“It’s a wonderful, readable book”

Permaculture Pioneers: stories from the new frontier

Permaculture Pioneers: Stories From the New Frontier

A review of Permaculture Pioneers by Diane Reynolds appeared on Green Energy Times.

This collection of 25 stories of those involved, in different ways, in the “extraordinary design system for sustainability known as permaculture” covers a range of perspectives – old/young, male/female, from very different backgrounds and locations.

Edited by Kerry Dawborn & Caroline Smith
Review by Diane Reynolds, Green Energy Times

A treasure trove of permaculture lore, this book is brought to you in an extremely engaging format … lots of baby memoirs — memoirettes — of permaculture practitioners.

Permaculture is the comprehensive term for living sustainability on the planet with principles rooted in ecology and social justice. It’s a pretty snappy phrase: care of earth, care of people, share the surplus. Or, in popular form, Earth Care, People Care, Fair Share.

The dedication says it all. “We dedicate this book to those with spirit and courage, past, present and future, who show us that a sustainable and just world is within our power. We simply have to choose it and make it happen.”

Royalties from book sales are donated to the Permaculture Pioneers Fund, supporting permaculture-related environmental and social justice projects and initiatives around the world.

A “child of Australia”, permaculture was conceived and developed in the small state of Tasmania in the early 1970’s by co-originators Bill Mollison and David Holmgren. Since then it has spread to 160 countries.

“Thru their deep understanding of natural ecosystems, traditional small-scale mixed agriculture, low-impact technology and social justice into an interconnected dynamic system of design principles for creating self-sustaining human settlements” writes Smith.

Mollison moved it horizontal and Holmgren did the vertical work. It was the ”larger-than-life personality” of Mollison that made permaculture known the world over. It was Holmgren and others who have tested and practiced it in many ways, shapes and forms.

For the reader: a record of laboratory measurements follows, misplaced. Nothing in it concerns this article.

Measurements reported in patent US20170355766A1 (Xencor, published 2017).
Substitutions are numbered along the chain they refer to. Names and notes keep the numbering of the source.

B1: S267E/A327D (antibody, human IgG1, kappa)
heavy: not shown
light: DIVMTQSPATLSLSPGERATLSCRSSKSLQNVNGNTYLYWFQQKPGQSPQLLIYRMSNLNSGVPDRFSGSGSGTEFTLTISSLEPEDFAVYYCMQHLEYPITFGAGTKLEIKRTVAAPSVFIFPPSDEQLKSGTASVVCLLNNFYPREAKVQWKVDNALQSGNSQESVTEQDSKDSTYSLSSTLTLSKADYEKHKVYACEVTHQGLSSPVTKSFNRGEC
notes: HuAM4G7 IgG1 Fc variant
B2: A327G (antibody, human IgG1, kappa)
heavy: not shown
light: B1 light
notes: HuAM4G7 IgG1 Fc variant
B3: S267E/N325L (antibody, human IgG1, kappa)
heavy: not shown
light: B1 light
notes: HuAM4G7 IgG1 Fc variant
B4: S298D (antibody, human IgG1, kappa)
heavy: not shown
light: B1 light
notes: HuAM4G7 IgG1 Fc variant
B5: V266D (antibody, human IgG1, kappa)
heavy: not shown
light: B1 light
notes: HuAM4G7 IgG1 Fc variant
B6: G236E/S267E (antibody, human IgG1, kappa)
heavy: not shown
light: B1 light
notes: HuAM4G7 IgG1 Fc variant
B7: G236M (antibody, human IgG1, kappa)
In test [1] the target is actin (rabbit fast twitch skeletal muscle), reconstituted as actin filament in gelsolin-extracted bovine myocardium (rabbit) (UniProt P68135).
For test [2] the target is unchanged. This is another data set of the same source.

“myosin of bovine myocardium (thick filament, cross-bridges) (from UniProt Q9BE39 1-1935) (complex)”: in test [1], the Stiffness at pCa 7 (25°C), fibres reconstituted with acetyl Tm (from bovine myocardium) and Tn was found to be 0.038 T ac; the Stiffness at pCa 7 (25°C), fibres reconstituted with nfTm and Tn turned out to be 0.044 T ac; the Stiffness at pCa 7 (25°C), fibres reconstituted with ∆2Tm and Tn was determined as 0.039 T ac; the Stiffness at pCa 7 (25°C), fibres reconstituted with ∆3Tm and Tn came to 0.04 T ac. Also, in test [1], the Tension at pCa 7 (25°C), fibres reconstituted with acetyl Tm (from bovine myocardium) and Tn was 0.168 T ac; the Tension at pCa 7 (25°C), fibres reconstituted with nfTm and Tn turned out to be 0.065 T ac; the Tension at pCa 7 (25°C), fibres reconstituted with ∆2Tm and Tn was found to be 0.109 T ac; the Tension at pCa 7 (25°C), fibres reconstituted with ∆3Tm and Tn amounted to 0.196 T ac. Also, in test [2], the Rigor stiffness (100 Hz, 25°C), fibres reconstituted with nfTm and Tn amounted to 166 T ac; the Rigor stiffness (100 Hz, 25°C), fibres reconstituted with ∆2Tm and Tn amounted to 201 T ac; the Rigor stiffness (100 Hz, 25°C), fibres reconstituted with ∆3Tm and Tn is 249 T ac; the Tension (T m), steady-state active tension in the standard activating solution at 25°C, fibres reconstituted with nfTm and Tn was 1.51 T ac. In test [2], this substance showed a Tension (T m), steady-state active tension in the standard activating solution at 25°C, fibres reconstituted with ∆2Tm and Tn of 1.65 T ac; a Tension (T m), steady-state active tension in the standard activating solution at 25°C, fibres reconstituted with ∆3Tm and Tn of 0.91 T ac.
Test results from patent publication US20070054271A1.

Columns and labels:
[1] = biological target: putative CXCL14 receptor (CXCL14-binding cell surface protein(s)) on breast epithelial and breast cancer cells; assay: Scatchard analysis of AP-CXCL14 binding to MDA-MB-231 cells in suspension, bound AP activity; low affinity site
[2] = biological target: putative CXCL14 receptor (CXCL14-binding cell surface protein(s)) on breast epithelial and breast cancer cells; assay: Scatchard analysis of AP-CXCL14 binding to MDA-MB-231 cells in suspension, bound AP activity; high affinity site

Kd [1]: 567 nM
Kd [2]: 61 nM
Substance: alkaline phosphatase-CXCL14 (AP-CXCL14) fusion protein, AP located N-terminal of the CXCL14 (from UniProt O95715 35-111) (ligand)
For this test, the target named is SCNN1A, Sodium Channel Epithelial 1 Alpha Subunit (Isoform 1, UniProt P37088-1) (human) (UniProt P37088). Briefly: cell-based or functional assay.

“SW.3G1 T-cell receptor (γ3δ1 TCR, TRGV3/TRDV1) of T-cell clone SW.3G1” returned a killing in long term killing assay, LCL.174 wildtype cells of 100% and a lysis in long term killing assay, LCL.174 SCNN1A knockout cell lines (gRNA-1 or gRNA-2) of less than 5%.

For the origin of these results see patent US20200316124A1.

Adherents, “permies”, come in all stripes: some rigidly dogmatic and others more loosely flexible. The movement has been most successful on the local, small level – but what’s needed, say the editors, is larger systemic change. One contributor, Geoff Lawton, wrote “Think Big” about his experiences working for systemic changes around the world.

This collection of 25 stories of those involved, in different ways, in the “extraordinary design system for sustainability known as permaculture” covers a range of perspectives – old/young, male/female, from very different backgrounds and locations.

Each story is a motherlode of riches … a packed blend of memoir, technical specifics from their experience with permaculture applications with accompanying successes and mistakes as well as some history of the movement.

The reader is pulled into Max’s or Rosemary’s life or the lives of the Bookmans. Not only do they tell you something about themselves — who they are, how they became connected to the earth, and then connected to permaculture (always interesting how people wake up to a new paradigm). And then they describe their first tentative steps or, in some cases, being so disgusted with the status quo, their whopping huge plunges, into creating sustainable living environments for themselves and others.

It’s a wonderful, readable book. Perfect for a gift. And buying it supports permaculture initiatives around the world.

Available for purchase here.

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